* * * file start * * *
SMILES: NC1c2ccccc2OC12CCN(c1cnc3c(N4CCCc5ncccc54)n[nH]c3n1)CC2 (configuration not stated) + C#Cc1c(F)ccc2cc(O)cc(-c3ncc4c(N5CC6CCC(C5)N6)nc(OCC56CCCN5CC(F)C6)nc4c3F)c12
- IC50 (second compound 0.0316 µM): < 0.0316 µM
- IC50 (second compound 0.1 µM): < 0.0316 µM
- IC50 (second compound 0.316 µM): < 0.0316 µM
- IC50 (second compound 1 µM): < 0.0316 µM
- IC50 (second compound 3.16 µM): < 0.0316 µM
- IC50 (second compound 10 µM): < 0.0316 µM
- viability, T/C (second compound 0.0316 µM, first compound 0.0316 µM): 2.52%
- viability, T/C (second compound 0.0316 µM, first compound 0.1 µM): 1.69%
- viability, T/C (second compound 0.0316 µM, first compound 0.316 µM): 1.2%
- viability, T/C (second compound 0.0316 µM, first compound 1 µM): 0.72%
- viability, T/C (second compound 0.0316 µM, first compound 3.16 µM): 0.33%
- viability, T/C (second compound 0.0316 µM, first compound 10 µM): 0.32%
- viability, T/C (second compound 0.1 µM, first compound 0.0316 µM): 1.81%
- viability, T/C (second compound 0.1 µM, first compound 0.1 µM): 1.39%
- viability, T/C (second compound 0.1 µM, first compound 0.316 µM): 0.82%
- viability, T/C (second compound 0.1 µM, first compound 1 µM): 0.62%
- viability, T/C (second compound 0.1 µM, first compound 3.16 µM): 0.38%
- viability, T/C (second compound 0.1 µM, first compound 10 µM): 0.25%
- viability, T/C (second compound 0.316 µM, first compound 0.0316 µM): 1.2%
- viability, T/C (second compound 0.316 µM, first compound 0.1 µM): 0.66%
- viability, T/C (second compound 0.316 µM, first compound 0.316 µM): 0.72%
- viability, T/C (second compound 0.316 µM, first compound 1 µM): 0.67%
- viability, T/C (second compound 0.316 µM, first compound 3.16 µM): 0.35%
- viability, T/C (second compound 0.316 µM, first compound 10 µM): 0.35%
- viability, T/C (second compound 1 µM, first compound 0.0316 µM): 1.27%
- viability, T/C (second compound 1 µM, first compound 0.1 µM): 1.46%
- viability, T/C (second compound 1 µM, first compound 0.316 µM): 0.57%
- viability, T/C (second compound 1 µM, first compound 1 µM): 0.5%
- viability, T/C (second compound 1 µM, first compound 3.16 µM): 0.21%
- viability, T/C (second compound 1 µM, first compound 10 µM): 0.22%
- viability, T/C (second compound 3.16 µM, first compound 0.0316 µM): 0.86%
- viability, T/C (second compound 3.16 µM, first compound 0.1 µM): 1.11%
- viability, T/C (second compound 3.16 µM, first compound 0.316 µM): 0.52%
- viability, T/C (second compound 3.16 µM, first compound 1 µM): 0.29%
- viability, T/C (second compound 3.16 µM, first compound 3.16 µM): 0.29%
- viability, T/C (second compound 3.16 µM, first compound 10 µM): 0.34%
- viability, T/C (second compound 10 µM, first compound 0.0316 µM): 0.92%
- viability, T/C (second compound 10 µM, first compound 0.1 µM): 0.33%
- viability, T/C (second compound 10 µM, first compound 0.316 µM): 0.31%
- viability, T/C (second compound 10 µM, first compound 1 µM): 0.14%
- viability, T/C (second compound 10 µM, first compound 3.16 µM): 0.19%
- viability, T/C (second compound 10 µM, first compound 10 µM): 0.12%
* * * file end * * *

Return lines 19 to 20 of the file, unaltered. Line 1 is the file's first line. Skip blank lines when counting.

- viability, T/C (second compound 0.1 µM, first compound 10 µM): 0.25%
- viability, T/C (second compound 0.316 µM, first compound 0.0316 µM): 1.2%